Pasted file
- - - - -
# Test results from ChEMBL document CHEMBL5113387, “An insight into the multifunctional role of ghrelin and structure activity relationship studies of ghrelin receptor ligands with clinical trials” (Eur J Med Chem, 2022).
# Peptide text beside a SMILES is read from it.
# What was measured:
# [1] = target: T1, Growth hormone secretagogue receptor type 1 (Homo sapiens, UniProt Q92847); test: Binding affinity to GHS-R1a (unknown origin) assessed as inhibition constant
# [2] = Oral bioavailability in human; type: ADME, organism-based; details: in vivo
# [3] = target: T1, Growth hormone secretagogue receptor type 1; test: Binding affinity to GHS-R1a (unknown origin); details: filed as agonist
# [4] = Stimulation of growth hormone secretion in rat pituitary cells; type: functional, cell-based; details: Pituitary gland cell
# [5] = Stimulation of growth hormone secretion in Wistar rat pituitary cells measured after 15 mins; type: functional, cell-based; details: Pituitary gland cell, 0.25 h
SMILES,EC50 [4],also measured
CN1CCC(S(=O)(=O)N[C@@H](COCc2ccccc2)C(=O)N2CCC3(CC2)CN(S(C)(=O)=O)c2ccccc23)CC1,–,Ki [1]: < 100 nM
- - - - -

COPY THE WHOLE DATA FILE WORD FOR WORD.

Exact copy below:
# Test results from ChEMBL document CHEMBL5113387, “An insight into the multifunctional role of ghrelin and structure activity relationship studies of ghrelin receptor ligands with clinical trials” (Eur J Med Chem, 2022).
# Peptide text beside a SMILES is read from it.
# What was measured:
# [1] = target: T1, Growth hormone secretagogue receptor type 1 (Homo sapiens, UniProt Q92847); test: Binding affinity to GHS-R1a (unknown origin) assessed as inhibition constant
# [2] = Oral bioavailability in human; type: ADME, organism-based; details: in vivo
# [3] = target: T1, Growth hormone secretagogue receptor type 1; test: Binding affinity to GHS-R1a (unknown origin); details: filed as agonist
# [4] = Stimulation of growth hormone secretion in rat pituitary cells; type: functional, cell-based; details: Pituitary gland cell
# [5] = Stimulation of growth hormone secretion in Wistar rat pituitary cells measured after 15 mins; type: functional, cell-based; details: Pituitary gland cell, 0.25 h
SMILES,EC50 [4],also measured
CN1CCC(S(=O)(=O)N[C@@H](COCc2ccccc2)C(=O)N2CCC3(CC2)CN(S(C)(=O)=O)c2ccccc23)CC1,–,Ki [1]: < 100 nM